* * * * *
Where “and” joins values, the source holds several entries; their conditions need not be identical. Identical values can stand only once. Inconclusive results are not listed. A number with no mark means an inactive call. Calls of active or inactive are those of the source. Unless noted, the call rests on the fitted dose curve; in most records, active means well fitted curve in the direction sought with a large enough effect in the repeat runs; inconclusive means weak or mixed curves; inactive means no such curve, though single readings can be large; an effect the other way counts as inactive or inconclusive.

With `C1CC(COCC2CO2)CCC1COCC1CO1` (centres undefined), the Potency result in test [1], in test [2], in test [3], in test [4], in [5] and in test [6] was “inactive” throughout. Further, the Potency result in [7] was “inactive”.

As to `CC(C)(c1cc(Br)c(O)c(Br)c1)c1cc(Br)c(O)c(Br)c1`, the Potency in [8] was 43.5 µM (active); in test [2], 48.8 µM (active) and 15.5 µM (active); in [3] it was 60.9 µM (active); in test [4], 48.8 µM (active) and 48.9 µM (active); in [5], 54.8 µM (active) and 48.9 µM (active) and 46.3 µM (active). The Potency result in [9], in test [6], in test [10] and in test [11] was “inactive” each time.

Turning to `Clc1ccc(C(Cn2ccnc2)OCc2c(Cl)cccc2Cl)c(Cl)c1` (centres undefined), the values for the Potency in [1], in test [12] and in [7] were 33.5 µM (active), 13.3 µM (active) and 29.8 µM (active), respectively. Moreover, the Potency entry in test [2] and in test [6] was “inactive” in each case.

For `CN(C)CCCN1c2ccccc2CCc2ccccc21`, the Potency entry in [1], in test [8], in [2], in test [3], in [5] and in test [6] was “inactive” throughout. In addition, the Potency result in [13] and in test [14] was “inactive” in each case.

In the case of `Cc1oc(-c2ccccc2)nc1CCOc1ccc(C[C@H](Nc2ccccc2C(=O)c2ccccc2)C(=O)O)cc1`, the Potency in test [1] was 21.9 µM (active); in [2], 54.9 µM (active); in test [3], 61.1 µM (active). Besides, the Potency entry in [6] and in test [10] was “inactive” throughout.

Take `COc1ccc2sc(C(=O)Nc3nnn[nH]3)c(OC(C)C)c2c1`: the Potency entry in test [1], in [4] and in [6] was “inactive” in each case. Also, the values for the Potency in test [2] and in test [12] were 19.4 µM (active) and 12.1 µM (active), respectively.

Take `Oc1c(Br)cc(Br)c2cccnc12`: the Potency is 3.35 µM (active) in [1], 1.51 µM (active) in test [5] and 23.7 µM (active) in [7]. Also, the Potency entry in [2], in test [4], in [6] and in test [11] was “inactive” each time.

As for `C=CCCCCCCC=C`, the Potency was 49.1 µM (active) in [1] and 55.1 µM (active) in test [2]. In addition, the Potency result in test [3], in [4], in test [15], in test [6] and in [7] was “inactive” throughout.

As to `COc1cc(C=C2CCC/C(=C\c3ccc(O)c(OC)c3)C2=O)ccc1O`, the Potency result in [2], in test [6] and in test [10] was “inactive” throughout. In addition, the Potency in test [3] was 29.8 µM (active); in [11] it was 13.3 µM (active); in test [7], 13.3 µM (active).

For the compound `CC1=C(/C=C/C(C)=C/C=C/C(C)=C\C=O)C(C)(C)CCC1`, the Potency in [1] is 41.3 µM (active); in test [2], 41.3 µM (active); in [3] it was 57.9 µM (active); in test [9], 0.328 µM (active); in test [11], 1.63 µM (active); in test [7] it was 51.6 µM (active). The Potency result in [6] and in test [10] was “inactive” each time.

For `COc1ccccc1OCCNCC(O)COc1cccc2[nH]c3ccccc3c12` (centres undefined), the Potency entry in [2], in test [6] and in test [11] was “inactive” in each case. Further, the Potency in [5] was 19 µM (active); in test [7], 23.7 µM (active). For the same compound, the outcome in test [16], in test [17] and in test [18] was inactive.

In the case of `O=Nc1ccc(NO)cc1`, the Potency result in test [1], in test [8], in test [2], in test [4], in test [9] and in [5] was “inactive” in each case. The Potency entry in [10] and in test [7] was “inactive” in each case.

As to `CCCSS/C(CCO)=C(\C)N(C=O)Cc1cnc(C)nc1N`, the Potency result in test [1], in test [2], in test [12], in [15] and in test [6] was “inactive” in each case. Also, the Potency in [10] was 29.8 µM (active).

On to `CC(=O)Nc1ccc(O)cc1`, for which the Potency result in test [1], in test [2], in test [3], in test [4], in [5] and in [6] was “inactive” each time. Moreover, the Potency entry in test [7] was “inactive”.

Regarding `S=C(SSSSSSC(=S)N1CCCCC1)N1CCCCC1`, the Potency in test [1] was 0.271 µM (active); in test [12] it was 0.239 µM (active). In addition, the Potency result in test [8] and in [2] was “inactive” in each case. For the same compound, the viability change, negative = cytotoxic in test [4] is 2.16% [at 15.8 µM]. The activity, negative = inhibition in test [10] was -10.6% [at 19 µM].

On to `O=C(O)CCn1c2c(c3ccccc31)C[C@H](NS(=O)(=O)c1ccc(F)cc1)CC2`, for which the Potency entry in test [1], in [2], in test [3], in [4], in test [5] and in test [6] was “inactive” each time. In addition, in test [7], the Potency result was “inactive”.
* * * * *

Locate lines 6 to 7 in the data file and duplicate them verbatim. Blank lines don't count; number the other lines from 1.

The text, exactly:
In the case of `Cc1oc(-c2ccccc2)nc1CCOc1ccc(C[C@H](Nc2ccccc2C(=O)c2ccccc2)C(=O)O)cc1`, the Potency in test [1] was 21.9 µM (active); in [2], 54.9 µM (active); in test [3], 61.1 µM (active). Besides, the Potency entry in [6] and in test [10] was “inactive” throughout.

Take `COc1ccc2sc(C(=O)Nc3nnn[nH]3)c(OC(C)C)c2c1`: the Potency entry in test [1], in [4] and in [6] was “inactive” in each case. Also, the values for the Potency in test [2] and in test [12] were 19.4 µM (active) and 12.1 µM (active), respectively.